Conrad Thompson returns this Friday with Bruce Prichard for a new edition of “Something to Wrestle”, looking at the career of AJ Styles.

Styles, who just turned 42 on Sunday, is on a short list of the most elite talent in the world. Yet WWE never seemed particularly interested until Styles had an incredibly successful run in New Japan Pro Wrestling in 2014 and 2015.

“We’ve covered AJ on our show on the WWE Network, so we’re revisiting and replaying that this Friday,” said Thompson. “We’ve also got a whole upcoming lineup that is pretty substantial, and that includes the June ’97 Monday Night Raw where Mankind is doing his interview series with Jim Ross, then attacks him at the end. That’s the first we learn of Dude Love and the evolution of that character, as he transitioned from a major heel in 1996, working against perennial babyfaces in The Undertaker and Shawn Michaels, and they changed directions in 1997. We see the heart on his chest, and we dig deep into the Dude Love character. We’ll also cover King of the Ring ’96, which is the Bulldog against Shawn, as well as King of the Ring ’99 that had Austin versus The McMahons for control of the WWF.”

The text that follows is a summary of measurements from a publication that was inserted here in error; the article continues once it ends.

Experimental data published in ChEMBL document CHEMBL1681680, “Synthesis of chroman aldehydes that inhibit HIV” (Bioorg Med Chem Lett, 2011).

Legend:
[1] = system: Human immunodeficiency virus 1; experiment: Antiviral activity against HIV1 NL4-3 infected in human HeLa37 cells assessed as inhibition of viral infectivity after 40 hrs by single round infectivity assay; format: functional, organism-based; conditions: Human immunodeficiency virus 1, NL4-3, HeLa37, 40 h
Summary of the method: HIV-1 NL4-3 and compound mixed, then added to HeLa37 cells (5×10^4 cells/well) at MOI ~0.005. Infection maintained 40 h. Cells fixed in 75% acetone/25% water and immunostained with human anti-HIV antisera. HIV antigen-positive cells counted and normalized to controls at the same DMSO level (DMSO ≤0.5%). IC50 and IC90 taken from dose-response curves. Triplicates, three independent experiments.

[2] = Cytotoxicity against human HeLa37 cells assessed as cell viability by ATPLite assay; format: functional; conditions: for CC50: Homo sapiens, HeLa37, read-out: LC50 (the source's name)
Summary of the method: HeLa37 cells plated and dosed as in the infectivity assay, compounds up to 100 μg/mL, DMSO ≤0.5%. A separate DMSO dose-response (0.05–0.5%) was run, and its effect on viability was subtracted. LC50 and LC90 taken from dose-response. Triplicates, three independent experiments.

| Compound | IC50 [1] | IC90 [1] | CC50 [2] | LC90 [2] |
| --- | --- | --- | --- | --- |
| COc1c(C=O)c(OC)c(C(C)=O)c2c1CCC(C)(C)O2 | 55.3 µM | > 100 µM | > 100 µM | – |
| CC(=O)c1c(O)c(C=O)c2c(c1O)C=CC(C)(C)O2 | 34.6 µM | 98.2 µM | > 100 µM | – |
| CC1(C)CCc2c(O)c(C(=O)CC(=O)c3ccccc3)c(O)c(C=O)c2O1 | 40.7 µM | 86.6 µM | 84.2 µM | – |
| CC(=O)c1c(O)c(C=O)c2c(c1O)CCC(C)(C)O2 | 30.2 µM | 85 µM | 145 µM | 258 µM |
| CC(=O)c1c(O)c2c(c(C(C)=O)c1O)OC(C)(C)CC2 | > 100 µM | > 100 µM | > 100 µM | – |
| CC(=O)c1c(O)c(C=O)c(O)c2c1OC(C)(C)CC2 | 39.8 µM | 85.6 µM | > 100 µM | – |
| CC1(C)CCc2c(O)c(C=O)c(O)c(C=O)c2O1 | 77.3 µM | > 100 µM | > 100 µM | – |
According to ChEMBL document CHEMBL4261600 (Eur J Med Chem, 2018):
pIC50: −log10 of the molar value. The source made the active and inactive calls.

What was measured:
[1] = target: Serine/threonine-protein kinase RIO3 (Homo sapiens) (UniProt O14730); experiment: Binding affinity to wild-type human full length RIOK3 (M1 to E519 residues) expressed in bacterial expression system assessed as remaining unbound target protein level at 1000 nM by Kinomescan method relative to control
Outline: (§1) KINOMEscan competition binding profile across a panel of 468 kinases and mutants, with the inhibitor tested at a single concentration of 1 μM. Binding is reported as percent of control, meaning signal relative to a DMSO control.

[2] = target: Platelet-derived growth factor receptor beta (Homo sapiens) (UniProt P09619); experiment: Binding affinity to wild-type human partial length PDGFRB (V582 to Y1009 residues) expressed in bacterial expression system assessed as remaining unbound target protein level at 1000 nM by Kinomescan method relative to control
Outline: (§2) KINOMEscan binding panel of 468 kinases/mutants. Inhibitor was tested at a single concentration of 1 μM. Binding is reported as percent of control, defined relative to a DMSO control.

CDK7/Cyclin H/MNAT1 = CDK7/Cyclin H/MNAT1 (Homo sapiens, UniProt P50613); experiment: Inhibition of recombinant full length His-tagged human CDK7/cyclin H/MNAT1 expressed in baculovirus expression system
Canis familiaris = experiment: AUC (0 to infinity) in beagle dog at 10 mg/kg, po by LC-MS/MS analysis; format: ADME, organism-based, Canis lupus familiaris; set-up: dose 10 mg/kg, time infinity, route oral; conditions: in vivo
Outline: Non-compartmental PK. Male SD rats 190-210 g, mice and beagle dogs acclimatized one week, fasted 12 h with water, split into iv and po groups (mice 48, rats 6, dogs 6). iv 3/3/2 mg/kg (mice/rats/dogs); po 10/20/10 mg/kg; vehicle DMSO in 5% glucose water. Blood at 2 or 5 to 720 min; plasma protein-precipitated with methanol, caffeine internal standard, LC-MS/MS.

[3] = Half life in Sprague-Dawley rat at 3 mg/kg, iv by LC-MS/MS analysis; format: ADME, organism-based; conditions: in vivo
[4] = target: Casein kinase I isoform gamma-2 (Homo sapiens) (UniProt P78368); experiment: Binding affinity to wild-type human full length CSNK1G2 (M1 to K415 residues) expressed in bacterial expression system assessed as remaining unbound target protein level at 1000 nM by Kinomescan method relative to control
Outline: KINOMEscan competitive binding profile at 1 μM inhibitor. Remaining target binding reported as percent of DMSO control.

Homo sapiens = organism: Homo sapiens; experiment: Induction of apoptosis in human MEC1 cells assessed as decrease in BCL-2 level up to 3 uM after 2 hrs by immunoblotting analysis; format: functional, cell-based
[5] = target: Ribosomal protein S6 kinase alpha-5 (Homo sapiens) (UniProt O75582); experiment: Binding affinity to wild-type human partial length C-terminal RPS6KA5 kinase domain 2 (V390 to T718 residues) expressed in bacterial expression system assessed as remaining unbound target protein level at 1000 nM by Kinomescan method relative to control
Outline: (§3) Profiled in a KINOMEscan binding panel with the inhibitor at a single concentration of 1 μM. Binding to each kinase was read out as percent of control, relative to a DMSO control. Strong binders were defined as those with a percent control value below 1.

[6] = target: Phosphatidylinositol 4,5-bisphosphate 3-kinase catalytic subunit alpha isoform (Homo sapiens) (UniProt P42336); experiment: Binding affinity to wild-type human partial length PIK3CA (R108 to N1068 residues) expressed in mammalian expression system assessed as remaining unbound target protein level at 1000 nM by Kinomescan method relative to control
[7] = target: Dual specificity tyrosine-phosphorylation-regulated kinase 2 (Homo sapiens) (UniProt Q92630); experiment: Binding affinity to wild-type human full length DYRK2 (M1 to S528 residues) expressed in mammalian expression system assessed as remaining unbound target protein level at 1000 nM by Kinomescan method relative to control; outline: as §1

Later this summer, Thompson will also watch the famed Hulk Hogan-Goldberg match on Nitro from July 6, 1998.

“I’m really curious to see what Bruce’s thoughts were on that match,” said Thompson. “He thinks through a different prism, especially when it comes to a hallmark WCW event.”

Thompson announced at Starrcast II that his newest podcast will be cohosted by Arn Anderson.

“That will start later this year,” said Thompson. “I’ve been busier than a one-armed paper hanger with all the Starrcast work we’re doing, but we hope to have a firm date by the end of July to announce when you can expect the first episode. If I were a betting man, I would think the first episode would drop before Starrcast III in August.”

Tweet of the Week

Rest in Peace, Mr. Lyle Williams.

Justin Barrasso can be reached at JBarrasso@gmail.com. Follow him on Twitter @JustinBarrasso.